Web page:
Turns out, cash makes you boring.

The cash spending thing is still going well.

Tomorrow will mark the two-week period and the second paycheck in this experiment.  Unfortunately I did have to use my debit card at the parking meter in Hartford this morning (for a whopping $1.25).  I had cash and I thought the fancy new parking kiosks took cash but they only take quarters.  Crap.

Other than that, it’s been going surprisingly well.  Another weird side effect (other than not wanting to spend my precious cash) is that I’m home more after work.  I didn’t go out shopping every night after work, but I frequently would go to Jo-Ann Fabric or TJ Maxx just to browse around and waste some time before going home to the quiet house.  Since I don’t have the “Crafts and Supplies” cash to spend at the moment, I’m not going to risk tempting myself at Jo-Ann’s, so I just go home after work.  It’s been strange.  Tonight I came home, tired to go outside to read, but was chased in by the mosquitoes, so I laid down on the couch, watched a movie and took a nap.  Quite boring, but at least I’m not wasting money, right?

I had a few questions about this whole process so I thought I might just answer them here.

Firstly, most everyone was outraged by my labeling of the one “Clothes and Household” pouch.  Even my sister gasped and said “Nooooo! You MUST have a clothes only pouch!” But here’s my reasoning.

Why did I choose the categories I did? When I came up with the whole cash budget, I went through my check register for the last four months to see where I spent my money.  Generally it was Stop & Shop (Groceries and Farmers’ Market), Jo-Ann Fabric (Crafts & Supplies), the hair salon or Molly’s doggie salon (Health and Beauty), Starbucks and occasional restaurants (Eating Out), and TJ Maxx or Marshall’s (Clothes and Household) – so named because in those stores I could buy a new outfit, bed sheets, and a muffin tin in the same trip.  To avoid having to take $20 from one pouch and $20 from another and to make it as easy as possible for myself to actually use the cash, I combined the two.  But don’t be worried on my part, I never buy clothes anyway.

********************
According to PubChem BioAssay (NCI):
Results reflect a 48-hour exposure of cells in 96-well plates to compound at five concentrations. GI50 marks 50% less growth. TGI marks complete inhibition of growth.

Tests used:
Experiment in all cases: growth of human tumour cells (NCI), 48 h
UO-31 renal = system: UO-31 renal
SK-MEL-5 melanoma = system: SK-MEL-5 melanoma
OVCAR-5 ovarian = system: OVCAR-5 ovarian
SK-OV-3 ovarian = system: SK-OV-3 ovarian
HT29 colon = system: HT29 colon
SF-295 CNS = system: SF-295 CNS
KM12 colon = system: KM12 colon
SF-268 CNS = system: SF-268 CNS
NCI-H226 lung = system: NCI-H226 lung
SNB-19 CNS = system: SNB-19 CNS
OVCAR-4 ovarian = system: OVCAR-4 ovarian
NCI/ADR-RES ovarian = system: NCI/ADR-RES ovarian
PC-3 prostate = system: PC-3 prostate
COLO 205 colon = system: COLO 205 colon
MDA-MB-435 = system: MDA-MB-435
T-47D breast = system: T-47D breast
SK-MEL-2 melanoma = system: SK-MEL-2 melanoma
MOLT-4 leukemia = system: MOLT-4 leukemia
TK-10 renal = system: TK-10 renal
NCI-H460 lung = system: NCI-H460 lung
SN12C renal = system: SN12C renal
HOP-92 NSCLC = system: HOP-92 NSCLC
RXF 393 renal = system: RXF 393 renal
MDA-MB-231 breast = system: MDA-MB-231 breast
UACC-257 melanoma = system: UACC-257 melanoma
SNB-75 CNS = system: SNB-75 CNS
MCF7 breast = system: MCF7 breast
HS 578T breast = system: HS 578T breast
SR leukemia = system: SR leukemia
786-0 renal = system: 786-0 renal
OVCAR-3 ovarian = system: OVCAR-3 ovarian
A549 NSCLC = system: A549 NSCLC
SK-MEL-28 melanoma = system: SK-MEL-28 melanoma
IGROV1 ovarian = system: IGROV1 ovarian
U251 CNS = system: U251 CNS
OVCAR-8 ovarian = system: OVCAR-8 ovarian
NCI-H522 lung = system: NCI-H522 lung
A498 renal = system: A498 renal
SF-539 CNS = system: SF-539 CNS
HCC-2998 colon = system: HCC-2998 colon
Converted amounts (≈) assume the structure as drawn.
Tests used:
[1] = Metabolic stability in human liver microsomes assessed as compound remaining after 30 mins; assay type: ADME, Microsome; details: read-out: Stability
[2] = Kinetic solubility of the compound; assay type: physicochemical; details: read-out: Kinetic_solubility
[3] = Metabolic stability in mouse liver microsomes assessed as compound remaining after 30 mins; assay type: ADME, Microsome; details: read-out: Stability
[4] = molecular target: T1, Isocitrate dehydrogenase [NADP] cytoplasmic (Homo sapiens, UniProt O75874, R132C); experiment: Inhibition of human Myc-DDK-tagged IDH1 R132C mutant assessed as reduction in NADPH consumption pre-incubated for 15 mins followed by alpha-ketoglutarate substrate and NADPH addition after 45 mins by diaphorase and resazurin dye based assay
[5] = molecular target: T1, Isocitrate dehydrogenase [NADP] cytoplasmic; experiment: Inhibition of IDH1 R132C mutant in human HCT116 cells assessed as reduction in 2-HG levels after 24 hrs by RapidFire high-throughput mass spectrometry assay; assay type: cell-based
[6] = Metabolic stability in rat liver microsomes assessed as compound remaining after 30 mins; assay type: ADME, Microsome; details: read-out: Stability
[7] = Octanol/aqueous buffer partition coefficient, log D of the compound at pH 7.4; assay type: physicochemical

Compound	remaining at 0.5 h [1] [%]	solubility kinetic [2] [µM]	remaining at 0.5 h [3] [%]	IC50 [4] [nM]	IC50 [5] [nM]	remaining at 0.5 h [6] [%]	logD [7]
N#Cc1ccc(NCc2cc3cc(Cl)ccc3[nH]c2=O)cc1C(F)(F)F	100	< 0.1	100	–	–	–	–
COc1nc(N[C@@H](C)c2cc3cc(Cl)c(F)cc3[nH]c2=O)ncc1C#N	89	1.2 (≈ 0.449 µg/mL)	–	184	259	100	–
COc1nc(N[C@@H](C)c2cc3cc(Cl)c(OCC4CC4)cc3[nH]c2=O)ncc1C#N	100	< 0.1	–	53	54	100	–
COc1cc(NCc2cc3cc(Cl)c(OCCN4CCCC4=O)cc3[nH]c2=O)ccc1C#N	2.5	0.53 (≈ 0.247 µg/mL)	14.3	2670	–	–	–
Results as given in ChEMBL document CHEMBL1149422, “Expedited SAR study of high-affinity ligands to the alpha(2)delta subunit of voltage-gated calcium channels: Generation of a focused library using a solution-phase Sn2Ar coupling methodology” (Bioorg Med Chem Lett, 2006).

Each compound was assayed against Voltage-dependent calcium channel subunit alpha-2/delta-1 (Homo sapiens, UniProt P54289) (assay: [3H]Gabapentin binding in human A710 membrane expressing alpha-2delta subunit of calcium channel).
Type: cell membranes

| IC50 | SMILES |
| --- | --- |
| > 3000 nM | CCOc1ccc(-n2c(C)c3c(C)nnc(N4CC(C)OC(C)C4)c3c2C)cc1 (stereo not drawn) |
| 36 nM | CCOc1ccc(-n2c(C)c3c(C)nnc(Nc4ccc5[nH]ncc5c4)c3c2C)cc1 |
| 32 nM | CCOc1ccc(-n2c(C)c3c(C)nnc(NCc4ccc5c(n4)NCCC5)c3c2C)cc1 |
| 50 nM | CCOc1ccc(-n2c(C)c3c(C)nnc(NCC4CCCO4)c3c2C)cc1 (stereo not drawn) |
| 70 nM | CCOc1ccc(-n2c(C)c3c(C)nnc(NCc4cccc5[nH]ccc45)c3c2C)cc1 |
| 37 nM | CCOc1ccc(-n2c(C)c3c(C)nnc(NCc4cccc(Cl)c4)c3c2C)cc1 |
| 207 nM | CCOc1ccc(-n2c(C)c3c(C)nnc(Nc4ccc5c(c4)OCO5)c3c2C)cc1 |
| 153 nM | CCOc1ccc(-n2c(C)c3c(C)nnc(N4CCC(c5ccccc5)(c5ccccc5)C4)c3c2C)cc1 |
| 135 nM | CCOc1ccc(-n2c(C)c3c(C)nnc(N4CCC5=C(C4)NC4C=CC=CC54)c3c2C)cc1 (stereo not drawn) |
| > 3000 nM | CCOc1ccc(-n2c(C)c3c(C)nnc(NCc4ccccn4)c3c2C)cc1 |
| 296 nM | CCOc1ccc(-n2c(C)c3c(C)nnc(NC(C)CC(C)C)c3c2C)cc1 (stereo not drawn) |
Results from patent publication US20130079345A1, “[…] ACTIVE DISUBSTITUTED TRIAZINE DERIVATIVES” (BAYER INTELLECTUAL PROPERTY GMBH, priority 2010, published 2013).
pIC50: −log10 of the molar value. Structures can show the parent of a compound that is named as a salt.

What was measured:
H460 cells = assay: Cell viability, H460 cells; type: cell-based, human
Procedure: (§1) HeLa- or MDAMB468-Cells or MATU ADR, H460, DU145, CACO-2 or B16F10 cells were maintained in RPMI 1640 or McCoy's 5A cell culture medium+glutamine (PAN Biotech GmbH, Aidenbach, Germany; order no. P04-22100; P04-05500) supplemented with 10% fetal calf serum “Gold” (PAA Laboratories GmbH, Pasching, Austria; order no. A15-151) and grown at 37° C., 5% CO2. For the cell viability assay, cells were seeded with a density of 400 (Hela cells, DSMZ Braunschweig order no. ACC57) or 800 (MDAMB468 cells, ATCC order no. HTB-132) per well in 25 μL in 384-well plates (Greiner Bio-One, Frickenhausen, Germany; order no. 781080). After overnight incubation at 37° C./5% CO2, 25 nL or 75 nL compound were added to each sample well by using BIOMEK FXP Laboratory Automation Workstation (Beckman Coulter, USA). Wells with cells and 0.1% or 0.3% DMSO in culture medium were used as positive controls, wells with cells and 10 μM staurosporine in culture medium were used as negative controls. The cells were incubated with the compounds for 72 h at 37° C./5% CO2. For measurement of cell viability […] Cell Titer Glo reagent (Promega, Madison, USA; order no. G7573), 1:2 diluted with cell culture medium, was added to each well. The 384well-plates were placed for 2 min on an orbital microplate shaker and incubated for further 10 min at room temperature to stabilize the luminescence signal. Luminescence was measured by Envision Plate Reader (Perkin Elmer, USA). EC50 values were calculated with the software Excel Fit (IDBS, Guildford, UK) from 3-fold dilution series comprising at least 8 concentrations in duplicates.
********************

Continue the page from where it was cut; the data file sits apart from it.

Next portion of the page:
How did I come up with the budget numbers? Honestly, I typed it all out in Excel with yearly, monthly, weekly – and then since I get paid every other week, biweekly breakdowns.  I wrote down all of my bills, the ones that get paid monthly, like my car payment and the electric bill; the bi-annual ones, like car insurance; and the annual bills, like car taxes.  I also figured in Molly’s annual trip to the vet, her haircuts, my haircuts, and then my weekly spending on gas, groceries and craft supplies, etc.  I figured out how much I would need from each paycheck and then what category the bills/expenses went into, and divvied up the cash.  Then comes the confusing part where I tried to figure out how much cash to take from each account since I had (in my debit card days) had one checking account for bills and one for spending.  It all added up and made sense, but today looking at the sheet, I don’t understand what in the world I did.  I’m just trusting that I did it right. Hopefully.

Now I know I was asked other questions but at the moment I’m drawing a blank.  If you want to ask me anything, please feel free to leave your questions in the comments.  This is a work in progress that seems to be working well so I would be happy to give any advice or information to anyone who is interested in trying this, too.

See? I warned you, cash makes you boring.

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